Allen Reiser writes a pedagogical column "Sound Thoughts" for
A.P.T.A.'s (Alberta Piano Teachers' Association) quarterly newsletter - "NEWS
AND VIEWS". It is amied at giving teachers hints and pointers about teaching
repertoire. The following is from that column and appeared in the Fall 2004
issue, Vol. XII #1.
SONATINA IN D MAJOR, Op. 36, No. 6 - MUZIO CLEMENTI
1st. Mvt. - Allegro con Spirito
Muzio Clementi, 'the father of modern piano playing', was a true musical genius who was highly admired by the likes of Beethoven, Chopin and Brahms. His Sonatinas, especially those belonging to the Op. 36 set, are a staple of the teaching repertoire, useful in developing a fluent sixteenth note technique, allied to a musical sense of charm, humor, character and a 'singing style'.
The last Sonatina of the Op. 36 collection is the most difficult of the set. It is a splendid two-movement work. The first movement is well constructed, contains memorable melodies and abounds in sufficient sixteenth note passages to challenge any grade seven pupil. The second movement is an amiable rondo which also has plenty of technical problems in it, leaning heavily on figures requiring a well-developed rotary technique.
Perhaps the most striking feature of the first movement of this Sonatina is its sustained lyricism. Even the scale-like passage work is of a highly melodic character. The student's task, and it is a pleasant one at that, is to be sure to play in a consistently singing manner. The opening theme needs real musical shaping and a fine legato, with the sixteenths in bars 2 - 4 being beautifully equal and clear. The grace note in bar 2 should come on the beat and be approximately of a stretched sixteenth notes duration, with both the grace note and the following high 'a' getting enough weight to sound melodic, rather than a hiccup on a banana peel. Bars 3 - 6 have a playful character with bars 7 - 8 matching the legato lyricism of the opening phrase. The isolated 'sf' markings in this movement (bars 5, 6, 14, 26, etc.) should not be considered as sudden unconnected accents, but as melodic destinations which are best approached with a crescendo. The exciting scale passage in bars 9 - 11 requires a certain speed and brilliance. Remind students to keep the elbow more away from the body to facilitate the passing under of the thumb in all scale-type passages, and allow a good lateral swing at the beginning of bar 11 to avoid stiffness. The ascending melody in bars 12 - 16 is marked 'ff', but still needs tonal gradation and shape. Try a staccato touch for the 8th notes of bars 20 & 21 for character.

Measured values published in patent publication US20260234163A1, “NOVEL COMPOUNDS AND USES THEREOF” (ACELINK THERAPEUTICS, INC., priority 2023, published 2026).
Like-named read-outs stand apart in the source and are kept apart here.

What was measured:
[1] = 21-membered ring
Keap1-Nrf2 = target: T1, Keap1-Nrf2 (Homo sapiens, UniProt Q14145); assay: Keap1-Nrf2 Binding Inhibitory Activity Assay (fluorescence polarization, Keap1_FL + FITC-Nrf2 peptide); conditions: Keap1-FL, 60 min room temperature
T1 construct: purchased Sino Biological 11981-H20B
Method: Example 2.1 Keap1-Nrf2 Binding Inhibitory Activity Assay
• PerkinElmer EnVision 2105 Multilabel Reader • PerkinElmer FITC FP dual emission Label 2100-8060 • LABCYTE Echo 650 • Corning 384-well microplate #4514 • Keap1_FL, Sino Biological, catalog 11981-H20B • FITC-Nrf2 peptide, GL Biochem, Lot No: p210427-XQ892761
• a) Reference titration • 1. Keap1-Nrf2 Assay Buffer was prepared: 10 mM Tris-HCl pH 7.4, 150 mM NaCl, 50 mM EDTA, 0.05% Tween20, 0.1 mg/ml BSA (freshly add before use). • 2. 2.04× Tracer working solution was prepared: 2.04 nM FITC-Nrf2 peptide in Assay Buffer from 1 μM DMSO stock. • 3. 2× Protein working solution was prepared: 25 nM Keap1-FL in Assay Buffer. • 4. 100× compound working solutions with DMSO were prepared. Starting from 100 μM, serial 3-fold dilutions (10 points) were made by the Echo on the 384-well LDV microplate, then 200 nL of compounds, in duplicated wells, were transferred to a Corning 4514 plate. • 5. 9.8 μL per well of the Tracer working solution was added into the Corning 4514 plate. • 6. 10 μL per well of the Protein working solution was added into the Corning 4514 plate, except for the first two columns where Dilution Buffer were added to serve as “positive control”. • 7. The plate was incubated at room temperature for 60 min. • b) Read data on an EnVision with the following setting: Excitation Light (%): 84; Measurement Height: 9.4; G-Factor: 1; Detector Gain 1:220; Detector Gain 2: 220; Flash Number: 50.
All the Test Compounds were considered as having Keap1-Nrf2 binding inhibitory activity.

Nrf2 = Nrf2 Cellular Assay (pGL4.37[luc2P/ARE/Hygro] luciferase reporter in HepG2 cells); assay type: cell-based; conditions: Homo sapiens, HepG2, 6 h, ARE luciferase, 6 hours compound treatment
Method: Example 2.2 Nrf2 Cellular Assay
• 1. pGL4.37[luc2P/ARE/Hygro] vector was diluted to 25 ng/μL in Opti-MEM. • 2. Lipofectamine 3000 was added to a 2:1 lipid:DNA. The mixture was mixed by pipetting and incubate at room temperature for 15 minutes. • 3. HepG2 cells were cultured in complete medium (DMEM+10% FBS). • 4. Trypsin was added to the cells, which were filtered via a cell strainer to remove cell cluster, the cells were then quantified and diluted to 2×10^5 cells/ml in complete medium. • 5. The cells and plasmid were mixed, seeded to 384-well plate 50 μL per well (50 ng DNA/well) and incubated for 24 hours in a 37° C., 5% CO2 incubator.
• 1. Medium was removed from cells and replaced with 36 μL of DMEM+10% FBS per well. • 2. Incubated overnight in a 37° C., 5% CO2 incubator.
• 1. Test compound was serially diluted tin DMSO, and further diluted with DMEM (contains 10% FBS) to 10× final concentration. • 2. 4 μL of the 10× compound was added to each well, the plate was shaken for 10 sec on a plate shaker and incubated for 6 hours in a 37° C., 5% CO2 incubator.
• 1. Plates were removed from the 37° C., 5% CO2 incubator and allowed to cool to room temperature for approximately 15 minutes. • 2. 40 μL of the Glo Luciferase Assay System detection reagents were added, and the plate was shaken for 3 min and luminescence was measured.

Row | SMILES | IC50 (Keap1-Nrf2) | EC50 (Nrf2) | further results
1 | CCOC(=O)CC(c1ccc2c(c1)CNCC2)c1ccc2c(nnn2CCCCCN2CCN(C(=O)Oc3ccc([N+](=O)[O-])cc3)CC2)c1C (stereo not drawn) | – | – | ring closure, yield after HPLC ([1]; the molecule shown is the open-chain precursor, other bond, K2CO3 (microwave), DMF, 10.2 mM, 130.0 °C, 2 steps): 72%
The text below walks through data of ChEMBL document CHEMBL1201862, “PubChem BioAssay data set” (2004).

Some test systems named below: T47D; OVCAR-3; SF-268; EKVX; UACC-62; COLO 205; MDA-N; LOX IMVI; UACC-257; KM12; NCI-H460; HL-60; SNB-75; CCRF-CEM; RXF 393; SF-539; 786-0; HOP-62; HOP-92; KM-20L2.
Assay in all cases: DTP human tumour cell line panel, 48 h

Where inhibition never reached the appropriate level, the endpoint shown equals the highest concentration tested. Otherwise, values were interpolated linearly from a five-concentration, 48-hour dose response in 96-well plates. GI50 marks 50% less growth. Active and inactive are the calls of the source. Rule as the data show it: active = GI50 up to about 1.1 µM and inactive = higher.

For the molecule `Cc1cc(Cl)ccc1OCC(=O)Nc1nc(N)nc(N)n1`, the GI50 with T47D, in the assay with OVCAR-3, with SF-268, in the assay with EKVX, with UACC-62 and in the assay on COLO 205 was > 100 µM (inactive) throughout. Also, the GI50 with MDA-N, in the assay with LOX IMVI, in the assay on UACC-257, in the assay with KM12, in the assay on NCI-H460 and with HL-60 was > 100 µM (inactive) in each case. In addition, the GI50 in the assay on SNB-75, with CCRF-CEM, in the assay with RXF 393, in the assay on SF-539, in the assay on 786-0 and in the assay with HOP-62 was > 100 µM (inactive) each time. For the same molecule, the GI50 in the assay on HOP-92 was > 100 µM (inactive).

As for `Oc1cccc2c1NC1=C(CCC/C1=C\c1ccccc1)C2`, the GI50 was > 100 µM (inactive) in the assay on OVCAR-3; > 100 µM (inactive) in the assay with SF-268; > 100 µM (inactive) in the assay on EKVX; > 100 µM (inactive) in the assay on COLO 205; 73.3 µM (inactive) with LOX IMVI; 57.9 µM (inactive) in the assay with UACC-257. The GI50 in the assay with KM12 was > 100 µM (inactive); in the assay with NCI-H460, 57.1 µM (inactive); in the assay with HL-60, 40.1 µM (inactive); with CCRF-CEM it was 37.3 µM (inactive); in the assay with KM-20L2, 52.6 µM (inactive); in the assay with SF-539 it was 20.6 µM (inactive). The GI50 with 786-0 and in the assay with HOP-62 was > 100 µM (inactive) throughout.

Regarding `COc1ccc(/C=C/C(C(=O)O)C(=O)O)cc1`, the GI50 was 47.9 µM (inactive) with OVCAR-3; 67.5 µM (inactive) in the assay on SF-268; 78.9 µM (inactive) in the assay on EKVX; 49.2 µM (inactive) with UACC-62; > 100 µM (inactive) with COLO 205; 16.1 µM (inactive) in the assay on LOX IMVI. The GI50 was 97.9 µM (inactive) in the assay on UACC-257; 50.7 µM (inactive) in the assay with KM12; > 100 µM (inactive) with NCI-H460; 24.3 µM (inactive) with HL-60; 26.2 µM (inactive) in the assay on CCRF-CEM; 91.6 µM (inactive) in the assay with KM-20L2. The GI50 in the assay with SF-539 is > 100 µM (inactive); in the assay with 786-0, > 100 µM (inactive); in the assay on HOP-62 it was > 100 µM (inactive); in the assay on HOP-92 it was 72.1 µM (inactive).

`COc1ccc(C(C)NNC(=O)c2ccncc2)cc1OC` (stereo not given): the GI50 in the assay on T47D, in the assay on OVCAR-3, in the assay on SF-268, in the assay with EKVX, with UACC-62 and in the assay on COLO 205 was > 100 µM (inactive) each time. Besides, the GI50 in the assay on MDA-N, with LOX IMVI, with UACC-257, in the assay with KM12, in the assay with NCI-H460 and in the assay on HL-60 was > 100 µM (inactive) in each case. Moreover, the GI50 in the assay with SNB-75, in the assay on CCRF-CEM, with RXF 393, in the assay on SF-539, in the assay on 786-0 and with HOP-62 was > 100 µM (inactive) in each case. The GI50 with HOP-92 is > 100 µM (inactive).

The expressive second subject (bars 23 - 29) is wistfully perched on a dominant-seventh harmony. Here allow the smaller slurs to help inflect the melody, but don't allow the slur separations to be overly disconnected. Think of a singer and sustain the melody. The main feature of bars 30 - 33 is rhythmic. Feel the impulse of the downbeat here. I find many editions have dubious fingering in these bars. Beginning on beat 3 of bar 30, try 1313, 2424, with 1212 for beat 1 of bar 31. Yes, this puts the thumb on the sharp, but it makes use of stronger fingers. Forearm rotation is necessary here for real technical ease. With the simple addition of a scale pattern in bars 34 & 35, the repeat of the figure from bar 30 is now more lyrical, and benefits from sensitive shaping.
One of the technical - musical problems found in the development is how to keep the left hand repeated notes steady and light. I do not advocate the changing of fingers in such cases, but always use either finger 2 or 3 (usually 2) with a 'fixed' hand and a small arm-stroke for each note. Again, I find many editions have difficult fingering for the sixteenth notes of bars 42 & 43. Beginning on beat 4 of bar 42, try 1232, 1423, 1314, 2314, 2314, and 2 for the final quarter note of bar 44. The harmonic progression of bars 48 - 52 also has a distinctive rhythmic element due to the slurs on beats 1 and 3 of each bar. Feel the forward momentum that these slurs give. Bars 52 - 56 are perhaps the most difficult in this movement for most students, due to the requirement of a powerful rotation technique. Here students need to be reminded to literally throw their arm at the upper notes of the figure to attain sufficient speed and volume. It takes practice. Incidentally, all of the sixteenth note figures in this piece can benefit from some sort of practicing in rhythms.